Insights Harnessing Local Expertise and Innovation
17 March 2017

Harnessing Local Expertise and Innovation

Harnessing Expertise

We work with a wide range of national and regional organisations as well as local charities and groups delivering community level services that meet the most diverse needs of our customers.

Our services in London have been enhanced by working in collaboration with the Twist Partnership, a unique alliance of voluntary refugee and BAME (Black, Asian and Minority Ethnic) organisations who can support our Work Programme customers to bring about improvement in their lives.

They help a wide range of customers, particularly Somalis, Bangladeshis, Albanians refugees from the Middle East and people from East, West and Central Africa. About 70% of them are unemployed or economically inactive and between 60-70% are women. They are often classified amongst the “hardest to reach”.

An Innovative Partnership

Twist works with Seetec to deliver the Work Programme in East and South London and helps jobseekers into employment. Because of their deep insights into the target audiences, they work with jobseekers with language difficulties including many from refugee and migrant backgrounds.

The Twist Consortium is made up of ten partners: Jagonari Women’s Educational Resource Centre, Croydon Kurdish Centre, Ocean Somali Community Association, Somali Bravanese Welfare Association, Minaret Community Centre, Women’s Refugee Association, Pepys Community Forum, Shpresa Programme and Southwark Somali Refugee Council.

Many smaller voluntary organisations are experts at delivering effective support services but often lack the capacity and the resources to provide the management systems required to deliver large Government contracts.  As a Prime Contractor to the Work Programme, Seetec were able to support the Twist Partnership by providing a highly developed management system and training to enable us both to benefit from a value adding supply chain relationship.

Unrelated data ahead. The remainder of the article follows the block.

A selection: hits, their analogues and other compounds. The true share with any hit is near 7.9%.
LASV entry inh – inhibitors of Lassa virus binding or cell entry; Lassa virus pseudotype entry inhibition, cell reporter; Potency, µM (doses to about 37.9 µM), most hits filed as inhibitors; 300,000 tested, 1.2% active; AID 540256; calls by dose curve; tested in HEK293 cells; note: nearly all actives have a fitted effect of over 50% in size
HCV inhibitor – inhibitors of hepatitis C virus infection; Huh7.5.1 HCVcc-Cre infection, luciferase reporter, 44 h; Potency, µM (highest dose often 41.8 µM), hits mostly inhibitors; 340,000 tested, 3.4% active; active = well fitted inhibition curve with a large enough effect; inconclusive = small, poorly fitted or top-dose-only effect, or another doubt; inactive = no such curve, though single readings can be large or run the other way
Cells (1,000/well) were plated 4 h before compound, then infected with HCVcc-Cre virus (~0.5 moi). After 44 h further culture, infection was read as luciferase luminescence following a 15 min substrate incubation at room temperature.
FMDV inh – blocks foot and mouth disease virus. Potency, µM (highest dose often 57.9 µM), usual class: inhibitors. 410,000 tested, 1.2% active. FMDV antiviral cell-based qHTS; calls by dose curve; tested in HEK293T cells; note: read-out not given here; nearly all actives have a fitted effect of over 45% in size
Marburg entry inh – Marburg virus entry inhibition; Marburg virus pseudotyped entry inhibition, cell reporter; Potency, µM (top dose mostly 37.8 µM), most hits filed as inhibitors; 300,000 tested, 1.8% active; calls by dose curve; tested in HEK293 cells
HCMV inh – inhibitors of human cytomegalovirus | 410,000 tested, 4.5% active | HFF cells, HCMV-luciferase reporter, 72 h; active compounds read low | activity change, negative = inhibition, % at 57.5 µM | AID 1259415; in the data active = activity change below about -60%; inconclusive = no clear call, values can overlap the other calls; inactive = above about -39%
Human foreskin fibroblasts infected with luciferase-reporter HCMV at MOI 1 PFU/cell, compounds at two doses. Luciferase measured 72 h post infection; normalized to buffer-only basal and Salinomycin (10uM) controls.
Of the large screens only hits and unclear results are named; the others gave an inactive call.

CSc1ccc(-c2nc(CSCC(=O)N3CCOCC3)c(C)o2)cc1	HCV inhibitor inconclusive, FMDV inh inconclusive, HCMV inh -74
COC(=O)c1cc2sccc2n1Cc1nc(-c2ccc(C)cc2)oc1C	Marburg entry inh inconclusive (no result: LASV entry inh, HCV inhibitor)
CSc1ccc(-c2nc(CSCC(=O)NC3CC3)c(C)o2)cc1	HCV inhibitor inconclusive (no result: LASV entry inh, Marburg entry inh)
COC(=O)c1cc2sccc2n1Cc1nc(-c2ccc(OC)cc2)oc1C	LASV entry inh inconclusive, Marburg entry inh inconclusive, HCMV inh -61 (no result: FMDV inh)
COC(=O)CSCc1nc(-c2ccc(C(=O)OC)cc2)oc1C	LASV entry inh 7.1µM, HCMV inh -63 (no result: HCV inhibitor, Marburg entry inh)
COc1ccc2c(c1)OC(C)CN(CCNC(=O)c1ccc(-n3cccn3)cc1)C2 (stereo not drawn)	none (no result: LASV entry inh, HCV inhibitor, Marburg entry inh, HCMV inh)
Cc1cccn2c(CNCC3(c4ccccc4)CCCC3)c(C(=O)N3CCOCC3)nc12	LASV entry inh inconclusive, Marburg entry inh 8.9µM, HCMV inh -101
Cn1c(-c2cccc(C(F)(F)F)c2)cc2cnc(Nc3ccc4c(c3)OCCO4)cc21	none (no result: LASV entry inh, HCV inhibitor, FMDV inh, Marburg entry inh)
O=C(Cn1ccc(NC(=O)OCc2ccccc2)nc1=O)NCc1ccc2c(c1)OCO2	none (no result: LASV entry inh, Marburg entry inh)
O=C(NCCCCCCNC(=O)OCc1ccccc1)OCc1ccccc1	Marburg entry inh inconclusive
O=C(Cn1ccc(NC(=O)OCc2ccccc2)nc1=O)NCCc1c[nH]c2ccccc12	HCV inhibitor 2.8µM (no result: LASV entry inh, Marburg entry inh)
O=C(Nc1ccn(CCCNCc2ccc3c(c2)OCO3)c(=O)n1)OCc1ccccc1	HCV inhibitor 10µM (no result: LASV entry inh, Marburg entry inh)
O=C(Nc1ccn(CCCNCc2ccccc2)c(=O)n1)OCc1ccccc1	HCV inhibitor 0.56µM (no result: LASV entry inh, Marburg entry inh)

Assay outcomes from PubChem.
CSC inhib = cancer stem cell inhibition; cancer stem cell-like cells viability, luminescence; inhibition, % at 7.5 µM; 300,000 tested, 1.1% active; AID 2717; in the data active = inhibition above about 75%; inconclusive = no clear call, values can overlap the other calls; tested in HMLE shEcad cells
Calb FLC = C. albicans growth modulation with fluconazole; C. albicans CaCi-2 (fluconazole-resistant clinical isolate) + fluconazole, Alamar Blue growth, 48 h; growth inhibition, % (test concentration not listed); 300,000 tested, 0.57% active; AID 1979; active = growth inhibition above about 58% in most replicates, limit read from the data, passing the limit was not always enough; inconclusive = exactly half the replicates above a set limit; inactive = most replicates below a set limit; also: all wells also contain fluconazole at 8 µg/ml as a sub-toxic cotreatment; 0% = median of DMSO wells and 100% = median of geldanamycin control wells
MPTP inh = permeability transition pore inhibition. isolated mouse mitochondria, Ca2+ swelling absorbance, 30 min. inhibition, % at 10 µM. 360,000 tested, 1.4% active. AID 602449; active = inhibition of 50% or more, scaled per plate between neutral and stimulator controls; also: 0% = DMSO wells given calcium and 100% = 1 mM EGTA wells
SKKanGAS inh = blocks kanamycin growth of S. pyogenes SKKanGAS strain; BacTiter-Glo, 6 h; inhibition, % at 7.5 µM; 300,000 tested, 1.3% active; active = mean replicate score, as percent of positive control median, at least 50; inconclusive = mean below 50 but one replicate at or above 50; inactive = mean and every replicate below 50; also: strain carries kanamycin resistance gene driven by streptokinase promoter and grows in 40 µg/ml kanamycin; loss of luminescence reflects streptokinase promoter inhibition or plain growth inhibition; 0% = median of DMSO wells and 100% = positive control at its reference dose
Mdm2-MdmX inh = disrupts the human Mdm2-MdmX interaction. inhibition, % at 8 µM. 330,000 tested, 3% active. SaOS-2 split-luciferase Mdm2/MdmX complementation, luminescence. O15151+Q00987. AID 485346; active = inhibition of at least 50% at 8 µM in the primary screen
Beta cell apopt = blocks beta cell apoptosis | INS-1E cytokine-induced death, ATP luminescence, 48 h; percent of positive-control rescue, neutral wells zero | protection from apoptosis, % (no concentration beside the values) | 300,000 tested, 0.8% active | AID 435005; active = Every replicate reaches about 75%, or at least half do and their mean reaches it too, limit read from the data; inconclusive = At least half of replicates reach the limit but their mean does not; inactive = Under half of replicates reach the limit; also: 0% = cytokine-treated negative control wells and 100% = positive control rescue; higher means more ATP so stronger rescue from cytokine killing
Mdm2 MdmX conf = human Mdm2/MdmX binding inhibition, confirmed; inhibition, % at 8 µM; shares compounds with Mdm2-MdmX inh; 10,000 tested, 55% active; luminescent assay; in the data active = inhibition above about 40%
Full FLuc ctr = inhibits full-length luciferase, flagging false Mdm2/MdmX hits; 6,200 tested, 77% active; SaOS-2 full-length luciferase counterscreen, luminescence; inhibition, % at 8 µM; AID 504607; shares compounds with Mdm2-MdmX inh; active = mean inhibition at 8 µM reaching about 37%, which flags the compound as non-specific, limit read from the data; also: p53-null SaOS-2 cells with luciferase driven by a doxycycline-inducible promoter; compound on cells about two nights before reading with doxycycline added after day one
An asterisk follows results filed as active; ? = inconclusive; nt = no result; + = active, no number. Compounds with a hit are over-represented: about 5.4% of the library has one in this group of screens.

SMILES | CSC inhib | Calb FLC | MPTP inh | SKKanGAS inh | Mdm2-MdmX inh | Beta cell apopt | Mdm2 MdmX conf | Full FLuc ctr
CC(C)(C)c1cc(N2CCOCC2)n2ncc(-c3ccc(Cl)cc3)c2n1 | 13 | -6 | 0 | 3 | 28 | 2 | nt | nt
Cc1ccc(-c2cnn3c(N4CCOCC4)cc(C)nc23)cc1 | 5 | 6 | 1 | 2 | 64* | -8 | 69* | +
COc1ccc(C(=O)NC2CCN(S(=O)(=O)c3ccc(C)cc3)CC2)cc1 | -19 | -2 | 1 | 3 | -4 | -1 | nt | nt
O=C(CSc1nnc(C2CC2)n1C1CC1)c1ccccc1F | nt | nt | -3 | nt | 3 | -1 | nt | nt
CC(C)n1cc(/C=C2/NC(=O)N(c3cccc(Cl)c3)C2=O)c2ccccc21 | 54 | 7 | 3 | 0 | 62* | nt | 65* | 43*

Case Study

A group of 25 Bengali women have devised a way of getting work and experience by contributing to their community and potentially saving the NHS hundreds of thousands of pounds a year.

The women have been attending weekly enterprise sessions at the Jagonari Women’s Educational Resources Centre in Whitechapel. The sessions inspire people to use their experience and specialist knowledge. The women have harnessed their knowledge of the health problems and social isolation that many Bengali people in London suffer, especially the older generation.

The group approached doctors at the Royal London Hospital next to the centre and received enthusiastic support. Aided by the Team Up initiative run by the London Deanery, which aims to get Junior Doctors involved in community projects, and with the help of a grant from the medical charity London Catalyst, they are launching their Healthy Women’s Club in March.

“Who better than Bengali women to run practical projects for other Bengali women?”,  said Jagonari Director, Nurjahan Khatun, “They know more than anyone the reasons why bad diet, lack of exercise and ignorance about health services continue to be problems for the community. They’re the people to take on the challenge of finding solutions.”

Three women have already come off Jobseekers’ Allowance to head the project and all the remainder will use the work experience to train as Community Outreach workers.

Shankara Angadi, Director of The Twist Partnership, said “Thanks to the ‘black box’ approach of the Work Programme, and an imaginative subcontract from Seetec we have the chance to show what grassroots organisation can achieve. If you want to find innovative solutions to unemployment, ask the experts.” 

Helen Tomlinson, National Operations Director said “We are delighted with the progress that has been made working in partnership with Twist. This innovative approach ensures that we are offering solutions to unemployment whilst having a positive impact on the community.”